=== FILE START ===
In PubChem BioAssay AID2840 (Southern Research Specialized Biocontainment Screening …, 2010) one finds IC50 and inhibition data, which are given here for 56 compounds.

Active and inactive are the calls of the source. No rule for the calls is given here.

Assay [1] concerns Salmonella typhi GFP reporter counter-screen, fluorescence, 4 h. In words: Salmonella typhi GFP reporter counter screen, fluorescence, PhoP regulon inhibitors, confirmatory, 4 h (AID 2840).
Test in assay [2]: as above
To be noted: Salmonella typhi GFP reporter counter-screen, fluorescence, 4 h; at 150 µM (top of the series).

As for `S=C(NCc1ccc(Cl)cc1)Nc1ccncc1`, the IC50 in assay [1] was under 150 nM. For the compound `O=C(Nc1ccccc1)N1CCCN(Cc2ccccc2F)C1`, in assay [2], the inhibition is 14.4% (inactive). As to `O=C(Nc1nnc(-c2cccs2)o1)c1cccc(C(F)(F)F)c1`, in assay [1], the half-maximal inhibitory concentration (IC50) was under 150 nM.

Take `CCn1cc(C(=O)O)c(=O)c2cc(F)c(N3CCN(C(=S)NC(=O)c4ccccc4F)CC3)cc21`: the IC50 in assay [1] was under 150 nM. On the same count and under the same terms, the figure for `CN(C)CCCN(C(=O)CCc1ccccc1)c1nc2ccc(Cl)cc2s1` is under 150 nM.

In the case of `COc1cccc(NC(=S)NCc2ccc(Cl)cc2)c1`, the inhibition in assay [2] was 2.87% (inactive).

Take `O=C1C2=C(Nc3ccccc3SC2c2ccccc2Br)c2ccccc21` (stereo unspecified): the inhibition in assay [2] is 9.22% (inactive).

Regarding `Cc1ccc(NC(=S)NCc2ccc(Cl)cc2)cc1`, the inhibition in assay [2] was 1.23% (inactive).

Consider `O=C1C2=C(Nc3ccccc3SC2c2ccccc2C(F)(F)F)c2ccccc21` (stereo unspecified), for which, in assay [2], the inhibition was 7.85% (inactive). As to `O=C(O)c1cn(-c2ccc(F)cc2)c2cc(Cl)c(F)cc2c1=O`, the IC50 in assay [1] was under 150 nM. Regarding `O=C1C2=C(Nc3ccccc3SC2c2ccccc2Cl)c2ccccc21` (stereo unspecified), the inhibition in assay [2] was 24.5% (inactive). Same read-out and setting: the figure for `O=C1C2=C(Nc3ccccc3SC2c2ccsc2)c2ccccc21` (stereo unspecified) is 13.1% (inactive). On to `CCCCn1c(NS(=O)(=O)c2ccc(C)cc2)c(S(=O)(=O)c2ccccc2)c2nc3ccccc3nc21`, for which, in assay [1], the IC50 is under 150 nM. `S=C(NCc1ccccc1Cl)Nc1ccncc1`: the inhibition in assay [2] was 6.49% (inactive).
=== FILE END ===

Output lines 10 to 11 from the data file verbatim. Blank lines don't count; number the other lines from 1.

Regarding `Cc1ccc(NC(=S)NCc2ccc(Cl)cc2)cc1`, the inhibition in assay [2] was 1.23% (inactive).

Consider `O=C1C2=C(Nc3ccccc3SC2c2ccccc2C(F)(F)F)c2ccccc21` (stereo unspecified), for which, in assay [2], the inhibition was 7.85% (inactive). As to `O=C(O)c1cn(-c2ccc(F)cc2)c2cc(Cl)c(F)cc2c1=O`, the IC50 in assay [1] was under 150 nM. Regarding `O=C1C2=C(Nc3ccccc3SC2c2ccccc2Cl)c2ccccc21` (stereo unspecified), the inhibition in assay [2] was 24.5% (inactive). Same read-out and setting: the figure for `O=C1C2=C(Nc3ccccc3SC2c2ccsc2)c2ccccc21` (stereo unspecified) is 13.1% (inactive). On to `CCCCn1c(NS(=O)(=O)c2ccc(C)cc2)c(S(=O)(=O)c2ccccc2)c2nc3ccccc3nc21`, for which, in assay [1], the IC50 is under 150 nM. `S=C(NCc1ccccc1Cl)Nc1ccncc1`: the inhibition in assay [2] was 6.49% (inactive).